Our Attention Span & The Sports Distribution Model
The traditional sports distribution model that is built on live games, is experiencing a slow death.
Cable cutting is commonly pointed at as a reason for this indicator but the problem is much deeper than that. The next generation of fans, which happen to be the ones leading the cord cutting phenomenon are simply not interested in sports like the generations in the past.
According to a recent study by Morning Consult, titled “The Sports Industry’s Gen Z Problem”, almost 50% of Gen Z respondents (Age 13-23) said they don’t even consider themselves sports fans. This is extremely concerning when you look at it from a macro perspective.
There is a fundamental shift in the younger generation in which sports they favour but also that which make them a live event.
35% of Gen Z fans stated they were avid or casual fans of Esports. This option ranked more popular than College Basketball, Major League Baseball, UFC, Nascar, and the NHL.
When you observe it from a general point of view, you will see the disconnect as Esports is all the way down at only 19% behind UFC, Nascar, NHL, and the WNBA.
Why is there a drop off in generational fandom when it comes to Esports?
There appears to be a structural difference in how fans of different age groups choose what sports to watch.
Gen Z is more emotionally connected to the athlete because of their personality. As we continue to move through an era which encourages content creation through social platforms such as TikTok, Instagram, and Twitter, this trend has expedited this process.
Prior generations in the 30-35 grew up under different circumstances. They picked sports leagues, and fell in love with specific teams based on different factors.
For example; take two Boston Celtics fans - they are likely fans because they have a connection to Boston, they grew up watching the games when the Celtics dominated the NBA in the early 70s, and they have continued that support through their life. The younger ones? They might just simply like Steph Curry because of his flair on the court and marksmanship when he shoots.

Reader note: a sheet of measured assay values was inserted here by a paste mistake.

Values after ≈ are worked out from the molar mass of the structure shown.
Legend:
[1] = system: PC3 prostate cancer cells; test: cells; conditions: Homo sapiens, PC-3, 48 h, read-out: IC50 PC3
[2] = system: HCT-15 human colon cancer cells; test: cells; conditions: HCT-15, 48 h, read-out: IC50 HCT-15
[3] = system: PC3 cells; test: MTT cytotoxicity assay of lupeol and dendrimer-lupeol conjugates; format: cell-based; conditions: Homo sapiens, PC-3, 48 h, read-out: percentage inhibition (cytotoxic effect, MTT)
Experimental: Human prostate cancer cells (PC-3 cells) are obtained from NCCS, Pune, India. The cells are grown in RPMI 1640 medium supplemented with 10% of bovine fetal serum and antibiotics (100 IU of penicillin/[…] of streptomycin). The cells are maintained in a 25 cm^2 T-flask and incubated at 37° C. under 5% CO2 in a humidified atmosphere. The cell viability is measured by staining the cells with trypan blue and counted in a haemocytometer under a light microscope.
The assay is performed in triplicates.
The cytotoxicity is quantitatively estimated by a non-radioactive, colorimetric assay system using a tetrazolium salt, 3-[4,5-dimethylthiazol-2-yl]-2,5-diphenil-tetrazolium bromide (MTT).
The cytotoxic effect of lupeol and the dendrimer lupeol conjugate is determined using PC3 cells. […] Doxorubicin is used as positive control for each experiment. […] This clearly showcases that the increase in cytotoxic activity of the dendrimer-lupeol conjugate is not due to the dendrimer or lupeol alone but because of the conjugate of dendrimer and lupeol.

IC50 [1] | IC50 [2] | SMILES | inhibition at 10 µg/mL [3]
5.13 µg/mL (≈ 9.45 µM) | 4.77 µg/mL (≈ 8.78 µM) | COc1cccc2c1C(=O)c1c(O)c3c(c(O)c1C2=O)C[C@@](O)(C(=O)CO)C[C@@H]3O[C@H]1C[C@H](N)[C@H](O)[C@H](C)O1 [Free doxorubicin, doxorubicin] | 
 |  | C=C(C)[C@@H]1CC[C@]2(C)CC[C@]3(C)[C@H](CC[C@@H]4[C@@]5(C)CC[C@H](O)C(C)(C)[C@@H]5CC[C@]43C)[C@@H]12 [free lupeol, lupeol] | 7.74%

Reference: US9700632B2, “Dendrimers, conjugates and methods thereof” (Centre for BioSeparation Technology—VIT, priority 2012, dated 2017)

What does this all mean for sports? Younger generations aren’t watching sports.
The growth of the internet, and social media platforms specifically, have destroyed the attention span of young adults. Instead of watching a live sporting event, the younger fans have fed their attention span with shorter highlight moments through their phones or popular platforms such as House of Highlights Overtime, and The Score.
Innovative companies such as Buzzer are developing the generation Z of consuming live events. They sit in between traditional live viewing and quick hitting concepts of highlights.
If you’re a young fan and always on the go, Buzzer will notify you based on personalized notifications towards your favourite teams. They will notify you during important moments of a game so you can see the theatrics as things play down in the clutch moments of the game.
Buzzer plans on doing this by allowing you to authenticate through an existing subscription model (cable, ESPN+, YouTubeTV, etc.), or agree to a micropayment, starting at $0.99, to watch exactly what you want to watch.
They are bridging the gap for fans who don’t want to sit through an entire game with a fast lane to access the thrilling moments in sports.
Buzzer sounds like a great innovative platform that can become a game changer. Time will tell if this strategy is going to be a hit or miss with generation Z.
Takeaway: The evolution of the smartphone has allowed people to live in a world where they have control at anytime. There is a power shit moving towards the consumer being the one in command for all the products they consume. Companies are now evolving on how they can personalize their products to each customer to keep their attention. The one size fits all is gone now. Each day is a new day for companies to reinvent their services and products to fit the evolving consumer.